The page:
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Miesha Tate expected Ronda Rousey to get title shot, but still wants to fight her

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LOS ANGELES -- Miesha Tate has been through this before. She's watched as someone else swooped in and got a shot at the UFC women's bantamweight title.

It happened just last year, when Tate was promised a chance at then-champion Ronda Rousey, only to turn around and find that Holly Holm got the shot instead.

Tate wasn't happy, but she got her opportunity at UFC 196 and deposed new champion Holm to take the title.

Maybe that's why she's not too bothered about the latest developments in the division. While Tate wasn't promised a title shot this time, she watched Rousey return after a year away and get the UFC 207 matchup with Amanda Nunes, who defeated Tate for the title at UFC 200.

"I already knew that was going to happen, so I just tried not to overthink it," Tate said Wednesday. "I fully anticipated that if and when [Rousey] made her comeback, that it would be for a title shot, so given that, it was no surprise."

Tate, who fights Raquel Pennington on the main card of UFC 205 in New York on Nov. 12, is able to put aside her personal feelings about Rousey enough to understand why the UFC would put Rousey back into a title fight after a year away.

"Ronda, for the longest time, was one of the best in the world, and if you want to make an argument, you could say she had an off-night like I did," Tate said. "So, she's still a big presence in this sport even though she's been gone a long time. It's going to create a lot of viewership and I guess in that sense, from a business perspective it makes sense."

Tate does, however, question whether stepping right back into a title fight after suffering a crushing knockout loss to Holm at UFC 193 is Rousey's right move.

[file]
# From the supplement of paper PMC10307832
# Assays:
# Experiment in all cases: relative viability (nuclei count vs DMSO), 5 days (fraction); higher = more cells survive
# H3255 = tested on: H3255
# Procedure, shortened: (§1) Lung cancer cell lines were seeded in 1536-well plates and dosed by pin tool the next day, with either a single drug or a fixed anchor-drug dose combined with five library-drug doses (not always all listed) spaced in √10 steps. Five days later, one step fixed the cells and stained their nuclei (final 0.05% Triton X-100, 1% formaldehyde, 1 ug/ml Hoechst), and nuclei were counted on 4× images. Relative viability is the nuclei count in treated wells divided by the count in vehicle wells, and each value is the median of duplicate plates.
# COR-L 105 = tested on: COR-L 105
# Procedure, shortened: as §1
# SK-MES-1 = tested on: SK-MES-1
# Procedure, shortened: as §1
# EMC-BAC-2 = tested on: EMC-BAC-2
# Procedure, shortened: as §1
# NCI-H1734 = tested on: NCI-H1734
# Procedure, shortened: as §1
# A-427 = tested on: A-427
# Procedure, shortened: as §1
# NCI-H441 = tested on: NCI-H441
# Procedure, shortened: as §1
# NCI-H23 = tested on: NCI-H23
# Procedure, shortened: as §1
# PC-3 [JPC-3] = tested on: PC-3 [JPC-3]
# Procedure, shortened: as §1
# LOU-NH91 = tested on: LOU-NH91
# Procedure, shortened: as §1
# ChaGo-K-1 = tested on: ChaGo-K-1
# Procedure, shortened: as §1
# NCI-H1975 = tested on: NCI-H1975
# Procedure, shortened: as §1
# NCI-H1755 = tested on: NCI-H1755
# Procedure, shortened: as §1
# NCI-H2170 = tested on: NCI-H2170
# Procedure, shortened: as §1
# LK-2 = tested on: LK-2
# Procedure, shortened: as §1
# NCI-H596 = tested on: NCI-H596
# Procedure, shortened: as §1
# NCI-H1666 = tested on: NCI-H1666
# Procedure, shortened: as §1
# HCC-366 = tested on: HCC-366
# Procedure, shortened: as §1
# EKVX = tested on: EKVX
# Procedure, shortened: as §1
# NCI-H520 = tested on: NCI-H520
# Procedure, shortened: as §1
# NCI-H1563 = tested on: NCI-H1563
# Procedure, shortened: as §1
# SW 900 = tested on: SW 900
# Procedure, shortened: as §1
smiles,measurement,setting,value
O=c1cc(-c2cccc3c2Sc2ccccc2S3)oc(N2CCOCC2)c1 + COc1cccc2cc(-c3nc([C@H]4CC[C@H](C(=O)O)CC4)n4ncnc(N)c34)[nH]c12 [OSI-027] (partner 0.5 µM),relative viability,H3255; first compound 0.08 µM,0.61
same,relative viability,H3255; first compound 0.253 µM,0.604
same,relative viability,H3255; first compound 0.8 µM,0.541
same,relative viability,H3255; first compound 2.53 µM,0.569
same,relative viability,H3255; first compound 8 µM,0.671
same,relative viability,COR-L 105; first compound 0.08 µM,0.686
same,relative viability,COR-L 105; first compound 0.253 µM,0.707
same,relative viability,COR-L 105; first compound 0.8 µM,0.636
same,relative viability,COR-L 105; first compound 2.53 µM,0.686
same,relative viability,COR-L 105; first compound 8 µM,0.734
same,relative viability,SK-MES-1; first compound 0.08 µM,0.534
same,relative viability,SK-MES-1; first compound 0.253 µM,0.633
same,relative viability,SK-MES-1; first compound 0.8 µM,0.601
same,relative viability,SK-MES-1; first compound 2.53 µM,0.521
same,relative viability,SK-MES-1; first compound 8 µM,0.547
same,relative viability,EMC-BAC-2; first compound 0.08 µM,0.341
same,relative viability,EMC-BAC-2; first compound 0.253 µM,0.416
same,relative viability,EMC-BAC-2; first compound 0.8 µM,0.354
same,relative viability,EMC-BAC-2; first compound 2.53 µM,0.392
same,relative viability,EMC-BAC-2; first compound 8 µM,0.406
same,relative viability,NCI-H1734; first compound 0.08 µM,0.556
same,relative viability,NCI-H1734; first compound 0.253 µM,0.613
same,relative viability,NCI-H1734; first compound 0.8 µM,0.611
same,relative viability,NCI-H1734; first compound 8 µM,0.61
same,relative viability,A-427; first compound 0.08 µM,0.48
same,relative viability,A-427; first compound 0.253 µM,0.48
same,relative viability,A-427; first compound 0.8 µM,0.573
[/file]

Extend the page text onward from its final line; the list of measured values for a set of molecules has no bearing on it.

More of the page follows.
"I don't know what it's going to do for Ronda as far as where she's at, you know what I mean?" Tate said. "Do I think maybe not a five-round fight or a warmup fight would be better for her? Probably. Ring rust is a real thing, it can affect fighters, and you don't know, mentally, she's been out of the limelight so long, none of us are involved in her personal life, so you don't know how she's been dealing with the loss since then."

Rousey made headlines this week when she appeared on the Ellen DeGeneris show and hinted that retirement will come soon rather than later. Tate, for her part, holds out hope that she'll get one more crack at her nemesis before she calls it a career.

"I know she's talked about retirement and I don't know why everyone is so surprised about that," said Tate, who lost to Rousey in Strikeforce and at UFC 168. "I feel like she was saying that before she lost to Holly, she was coming to a close. For me, I just want to fight her one more time, and granted that she gets the job done, and wants to continue fighting. I would love to go one more time, so hopefully it's not too much of a race against the clock and I will be watching that fight with great interest."